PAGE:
Most Businesses Fail Within Their First Few Years

Relevant data shows that a significant number of new businesses will fail within their first few years. Entrepreneurs need to be willing to take risks, but you can’t afford the cost and wasted time of having one business venture after another fail.

When I first started my company, there were many struggles — everything from building the software to marketing. However, staying nimble and open to new ideas helped make the transitions and growth go a little smoother.

I’ve seen multiple articles on the top reasons why most new business ventures fail, and I’ve found that they often fall into some iteration of these categories: 1.) not in touch with customers; 2.) insufficient market differentiation; 3.) value proposition not properly communicated; 4.) failure of leadership; and 5.) failure to find the right business model.

A successful business is not created by just offering a product or a service, then pushing hard to get customers who may need what the business offers. There needs to be focused research and planning to find an opening in the market that will be satisfied by product rather than creating the product or offering the service first.

Think of the market as a giant puzzle. As an entrepreneur, you aren’t just looking to create a business. You’re looking to fill an empty space where your business becomes a crucial part of the puzzle. That means your business should be designed to fill a specific need that the market is not meeting.

Testing The Waters

You can only work with what you have. If you’re a sculptor, you’re going to be producing sculptures. If you’re a plumber, you’re going to be providing plumbing services. Your business needs to focus on one specific space and become an expert in that field.

The idea is to offer your value-added service in a way that is novel, promote it with messaging that appeals to an audience that is not having their needs met and deliver in a competitive fashion.

This is about filling in that missing puzzle piece. The problem is, you won’t know exactly how that piece looks when you’re just starting out. Offer your product or service in a way that requires the smallest possible investment.

Giving out free samples and offering deep discounts on your trial offerings is a good way to find out who wants your product or service and why. Survey your consumers — possibly in exchange for the free sample or discount — and ask questions about what features they would like to see, or why your product is or is not useful to them.

You’re not looking for a big result here — just enough of a response to start the next phase of planning. You will take those few responses as a metric for your target audience. Spend time getting to know the people who responded. Find out who they are, how much they tend to want to spend and why they sought out your product.

In the testing phase, be prepared to pour the majority of your resources into your outreach efforts. Once you understand your core audience, you will have a base to design your advertising efforts around.

Conducting Monetization Trials

Keeping in mind the data you learned, as well as the top reasons new businesses fail, you can gain some important insights on how to stay on track during the monetization process. Monetization is the goal of your business model, but it is not the business model itself.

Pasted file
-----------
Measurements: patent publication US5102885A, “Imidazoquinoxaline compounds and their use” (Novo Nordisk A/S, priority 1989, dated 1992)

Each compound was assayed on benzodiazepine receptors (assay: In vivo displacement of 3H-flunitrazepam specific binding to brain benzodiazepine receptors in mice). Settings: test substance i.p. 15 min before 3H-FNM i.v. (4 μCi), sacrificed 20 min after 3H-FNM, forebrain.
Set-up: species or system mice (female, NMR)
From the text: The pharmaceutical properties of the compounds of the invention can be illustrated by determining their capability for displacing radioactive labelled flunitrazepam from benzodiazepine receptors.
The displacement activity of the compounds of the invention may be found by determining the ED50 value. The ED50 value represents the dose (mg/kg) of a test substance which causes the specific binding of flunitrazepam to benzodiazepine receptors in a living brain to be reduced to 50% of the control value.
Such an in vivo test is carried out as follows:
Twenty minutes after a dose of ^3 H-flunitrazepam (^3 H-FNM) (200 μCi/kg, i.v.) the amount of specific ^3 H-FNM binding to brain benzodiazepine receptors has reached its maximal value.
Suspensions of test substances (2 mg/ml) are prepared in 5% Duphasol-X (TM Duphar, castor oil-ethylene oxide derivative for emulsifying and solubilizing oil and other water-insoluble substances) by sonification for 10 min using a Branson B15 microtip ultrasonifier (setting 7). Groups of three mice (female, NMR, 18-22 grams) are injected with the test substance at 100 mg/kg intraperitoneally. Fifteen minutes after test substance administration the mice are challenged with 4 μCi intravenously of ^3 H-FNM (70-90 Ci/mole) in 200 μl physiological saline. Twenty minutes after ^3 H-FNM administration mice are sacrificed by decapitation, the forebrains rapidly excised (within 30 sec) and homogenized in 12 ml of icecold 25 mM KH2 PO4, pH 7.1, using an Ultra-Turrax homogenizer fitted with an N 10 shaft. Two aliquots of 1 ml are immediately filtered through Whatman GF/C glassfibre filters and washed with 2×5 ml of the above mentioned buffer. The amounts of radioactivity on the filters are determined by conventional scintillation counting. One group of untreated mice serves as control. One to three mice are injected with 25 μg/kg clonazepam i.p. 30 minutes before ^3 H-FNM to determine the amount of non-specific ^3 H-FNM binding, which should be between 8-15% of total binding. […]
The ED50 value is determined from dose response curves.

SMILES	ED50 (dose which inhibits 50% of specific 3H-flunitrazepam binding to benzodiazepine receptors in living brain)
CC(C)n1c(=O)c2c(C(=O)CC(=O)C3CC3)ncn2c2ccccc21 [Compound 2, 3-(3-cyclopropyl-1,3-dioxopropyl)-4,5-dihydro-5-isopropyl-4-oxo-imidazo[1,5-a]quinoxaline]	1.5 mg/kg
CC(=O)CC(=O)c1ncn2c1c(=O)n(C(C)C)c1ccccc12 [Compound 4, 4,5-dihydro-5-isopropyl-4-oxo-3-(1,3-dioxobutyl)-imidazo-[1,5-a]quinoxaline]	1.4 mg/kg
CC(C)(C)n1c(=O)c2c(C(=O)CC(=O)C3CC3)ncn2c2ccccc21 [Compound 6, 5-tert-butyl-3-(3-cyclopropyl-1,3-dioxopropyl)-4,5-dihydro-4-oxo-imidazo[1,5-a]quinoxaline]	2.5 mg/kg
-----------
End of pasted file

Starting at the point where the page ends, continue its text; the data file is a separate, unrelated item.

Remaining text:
Your business model could be thought of as the nuts and bolts of your monetization method. Monetization refers to making money through your business and/or assets.

Below, I outline a few methods for drawing revenue.

  • Subscriptions: Under this model, users pay on a scheduled basis for regular content, services or products. If a business is not constantly bringing in new subscribers, the revenue dries up and the business cannot recover its losses.
  • Display Advertising: A popular monetization method, displaying ads makes your content free to use and view, but it can reduce the quality of the user experience. Ads that become a part of the background and annoy users will make your business feel like thousands of other low-quality content generators.
  • E-commerce: Operating as an online store is a good way to move products if your inventory is broad and has visual appeal. However, this model needs to be based on your research to ensure that there is consistent demand for the product.
  • Affiliate Marketing: Forming alliances with third parties can also be a good strategy. Just remember that giving references is easy, but your customers need to be consistently interested in what affiliates are selling for it to become a real source of revenue.
  • Lead Generation: Using your site to obtain user data can be lucrative. Remember to stay in touch with potential customers after generating leads and properly assess their needs from there.

How To Monetize?

This is a very important question. One or a combination of these methods may work based on your business model. Ask if you have a website that will constantly get enough traffic to make things like ads or affiliate marketing worthwhile. As well, keep in mind how much time you will need to spend reaching out to new and existing customers if that is part of your monetization strategy.

These monetization strategies can be inexpensive to try and require little commitment in the early experimental stages. They give you a lot of leeway to experiment, so try out a few different models to see what starts bringing revenue in for your business.

Just remember that the key is to keep investments light while you’re in the exploration phase — and then to strike hard when you spot the opportunity.

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